at The National Museum of Modern Art, Tokyo
in the Chiyoda area
This event has ended - (2010-04-20 - 2010-08-08)
Now if I had know that my frenzy of throwing blobs of paint on every surface I saw, and haphazard spilling of any drink on the table was art, maybe my parents would have been kinder to my artistic sensibilities as a seven year old and I’d have a space in the “Meaningful Stain” exhibition. The Museum of Modern Art Tokyo’s latest offering is as mysterious as its sounds, I know that the stains are meaningful — but I’m not sure what they’re supposed to mean.
The exhibition defines a stain as “a trace on the surface of cloth, paper, walls, floors etc. made by contact with something moist.” and offers visitors a chance to explore the psyche of the stain. What happened there? When did it happen? How did the stain get there?
“Meaningful Stain” expects visitors to have an almost Holmesian interest in the origins of the stains while at the same time keeping an open mind to new forms that the stain might take. The latter is certainly needed as some pieces, such as Noboru Kitawaki’s “Decalcomania” series, takes liberties with the creation of the stain. Similarly the patterned pieces of Claude Viallat and Tatsuo Kawaguchi brings up the question if a stain is really a stain if purposefully executed? Personally, the essence of a stain lies in the utter accidental circumstances it arises from — one which lies on the edges of human control.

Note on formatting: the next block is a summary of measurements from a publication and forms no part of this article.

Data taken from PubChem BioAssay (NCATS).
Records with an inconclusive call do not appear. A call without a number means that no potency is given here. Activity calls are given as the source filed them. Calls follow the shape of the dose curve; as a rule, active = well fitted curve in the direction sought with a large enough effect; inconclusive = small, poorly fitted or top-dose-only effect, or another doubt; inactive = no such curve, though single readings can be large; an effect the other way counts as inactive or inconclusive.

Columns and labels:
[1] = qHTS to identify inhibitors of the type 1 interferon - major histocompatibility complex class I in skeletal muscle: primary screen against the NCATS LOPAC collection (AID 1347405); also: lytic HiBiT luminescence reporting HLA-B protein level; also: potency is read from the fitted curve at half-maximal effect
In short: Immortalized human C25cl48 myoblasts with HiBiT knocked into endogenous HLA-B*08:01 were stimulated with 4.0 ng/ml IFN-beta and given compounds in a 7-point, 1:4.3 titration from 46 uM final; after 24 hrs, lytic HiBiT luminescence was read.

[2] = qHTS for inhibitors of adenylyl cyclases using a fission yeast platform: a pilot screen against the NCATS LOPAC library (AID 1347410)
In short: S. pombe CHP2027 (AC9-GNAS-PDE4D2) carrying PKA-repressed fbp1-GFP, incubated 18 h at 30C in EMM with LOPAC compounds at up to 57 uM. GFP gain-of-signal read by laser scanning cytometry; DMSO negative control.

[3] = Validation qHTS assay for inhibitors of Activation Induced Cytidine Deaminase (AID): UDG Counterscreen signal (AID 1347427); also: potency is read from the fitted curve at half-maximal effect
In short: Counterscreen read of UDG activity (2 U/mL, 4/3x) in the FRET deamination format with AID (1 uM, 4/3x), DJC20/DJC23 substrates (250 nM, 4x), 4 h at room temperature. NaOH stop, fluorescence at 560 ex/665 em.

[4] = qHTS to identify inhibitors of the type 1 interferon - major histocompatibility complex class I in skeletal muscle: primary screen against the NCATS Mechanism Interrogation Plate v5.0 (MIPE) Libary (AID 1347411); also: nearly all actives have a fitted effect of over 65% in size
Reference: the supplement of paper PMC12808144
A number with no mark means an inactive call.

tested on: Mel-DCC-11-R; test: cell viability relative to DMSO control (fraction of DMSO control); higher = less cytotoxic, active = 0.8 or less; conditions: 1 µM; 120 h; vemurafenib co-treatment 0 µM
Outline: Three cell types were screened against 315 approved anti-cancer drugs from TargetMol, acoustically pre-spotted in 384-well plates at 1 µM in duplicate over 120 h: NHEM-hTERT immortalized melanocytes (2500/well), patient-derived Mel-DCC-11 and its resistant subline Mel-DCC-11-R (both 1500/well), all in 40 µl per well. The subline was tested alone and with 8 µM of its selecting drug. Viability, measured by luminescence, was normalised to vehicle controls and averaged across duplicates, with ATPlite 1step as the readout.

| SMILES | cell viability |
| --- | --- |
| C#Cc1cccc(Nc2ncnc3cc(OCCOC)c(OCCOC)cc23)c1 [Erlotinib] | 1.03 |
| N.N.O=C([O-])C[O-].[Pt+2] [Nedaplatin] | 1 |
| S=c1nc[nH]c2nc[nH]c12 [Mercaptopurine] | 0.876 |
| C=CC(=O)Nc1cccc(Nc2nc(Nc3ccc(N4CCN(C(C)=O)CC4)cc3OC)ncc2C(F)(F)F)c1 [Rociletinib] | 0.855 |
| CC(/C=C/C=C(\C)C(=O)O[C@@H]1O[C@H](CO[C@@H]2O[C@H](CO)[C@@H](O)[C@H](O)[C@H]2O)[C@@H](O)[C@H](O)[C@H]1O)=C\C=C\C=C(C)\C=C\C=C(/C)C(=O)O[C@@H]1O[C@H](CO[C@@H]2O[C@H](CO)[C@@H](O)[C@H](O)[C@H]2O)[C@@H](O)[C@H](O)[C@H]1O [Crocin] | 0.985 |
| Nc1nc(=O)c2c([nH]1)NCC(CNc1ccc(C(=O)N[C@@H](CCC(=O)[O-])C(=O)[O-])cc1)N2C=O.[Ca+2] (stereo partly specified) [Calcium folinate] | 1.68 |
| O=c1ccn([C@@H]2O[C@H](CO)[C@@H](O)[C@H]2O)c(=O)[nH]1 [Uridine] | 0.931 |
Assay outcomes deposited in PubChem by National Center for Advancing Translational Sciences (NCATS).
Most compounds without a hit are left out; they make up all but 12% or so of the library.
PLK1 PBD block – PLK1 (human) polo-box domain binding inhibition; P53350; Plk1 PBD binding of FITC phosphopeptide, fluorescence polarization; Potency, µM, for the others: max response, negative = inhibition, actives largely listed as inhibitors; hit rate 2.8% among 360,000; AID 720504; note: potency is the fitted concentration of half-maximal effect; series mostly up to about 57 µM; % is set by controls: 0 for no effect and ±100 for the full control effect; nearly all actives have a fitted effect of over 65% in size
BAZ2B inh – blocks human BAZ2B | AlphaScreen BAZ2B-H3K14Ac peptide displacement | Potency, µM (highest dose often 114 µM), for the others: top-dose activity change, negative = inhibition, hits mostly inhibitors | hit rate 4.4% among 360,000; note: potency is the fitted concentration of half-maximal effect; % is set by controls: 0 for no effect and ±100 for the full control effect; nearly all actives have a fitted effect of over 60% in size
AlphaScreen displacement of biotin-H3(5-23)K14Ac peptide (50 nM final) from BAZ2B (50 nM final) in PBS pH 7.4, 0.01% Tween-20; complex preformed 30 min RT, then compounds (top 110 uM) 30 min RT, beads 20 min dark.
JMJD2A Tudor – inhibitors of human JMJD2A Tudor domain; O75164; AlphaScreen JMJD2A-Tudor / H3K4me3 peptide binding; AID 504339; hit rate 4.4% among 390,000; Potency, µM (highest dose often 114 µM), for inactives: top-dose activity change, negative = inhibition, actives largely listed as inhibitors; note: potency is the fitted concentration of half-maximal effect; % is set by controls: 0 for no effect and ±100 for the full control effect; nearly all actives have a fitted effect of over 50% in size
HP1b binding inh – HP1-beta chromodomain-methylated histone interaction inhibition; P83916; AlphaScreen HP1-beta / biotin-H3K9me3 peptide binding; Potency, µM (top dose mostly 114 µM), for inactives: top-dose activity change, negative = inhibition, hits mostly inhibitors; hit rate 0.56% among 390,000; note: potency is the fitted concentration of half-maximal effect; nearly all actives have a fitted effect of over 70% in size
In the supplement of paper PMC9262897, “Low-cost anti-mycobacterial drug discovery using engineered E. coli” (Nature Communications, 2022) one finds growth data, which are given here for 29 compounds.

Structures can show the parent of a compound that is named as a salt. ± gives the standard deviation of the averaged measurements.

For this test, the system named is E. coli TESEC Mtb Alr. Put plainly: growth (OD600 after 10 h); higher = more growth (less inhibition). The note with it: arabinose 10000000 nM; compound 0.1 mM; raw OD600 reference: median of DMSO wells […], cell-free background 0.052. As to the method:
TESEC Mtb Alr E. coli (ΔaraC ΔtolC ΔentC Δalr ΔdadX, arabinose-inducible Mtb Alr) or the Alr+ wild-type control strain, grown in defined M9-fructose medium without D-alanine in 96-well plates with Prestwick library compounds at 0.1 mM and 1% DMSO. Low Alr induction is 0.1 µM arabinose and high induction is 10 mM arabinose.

Naofumi Maruyama’s ‘Garden 1’ is aesthetically interesting, and with his clever use of space, the effect is hauntingly beautiful. The meaning of the stain shifts from the massive black that creeps over and around the cotton canvas, to the two tiny children playing catch-ball. It’s pieces like these that perhaps truly embody the questions the exhibition tries to raise. Building upon the same line of questioning, Shigeo Gocho’s ‘From “SELF AND OTHERS”’ seems to imply that the stain is in fact, the human subject.
Other pieces like Koji Enokura’s ‘Two Spots’ and ‘Print (STORY & MEMORY) No. 1’ are visually straightforward and attempt at inciting a story out of the visitor’s imaginations. However, like his photographs, there seems to be something lacking in the meaning of his stains. It almost reads like a rather contrived project, where the piece doesn’t hold up to the intentions behind it. It’s certainly a pity as the exhibition is centered around Enokura’s body of work.
The premise behind “Meaningful Stain” is solid, and while the pieces have their own clout individually, they don’t hold together well as an exhibition. With Enokura’s work as the main focus — even the layout of the exhibition places Enokura in the spotlight — the other pieces end up being more of a cursory addition to the exhibition, and dilutes whatever impact that Enokura’s works might have had.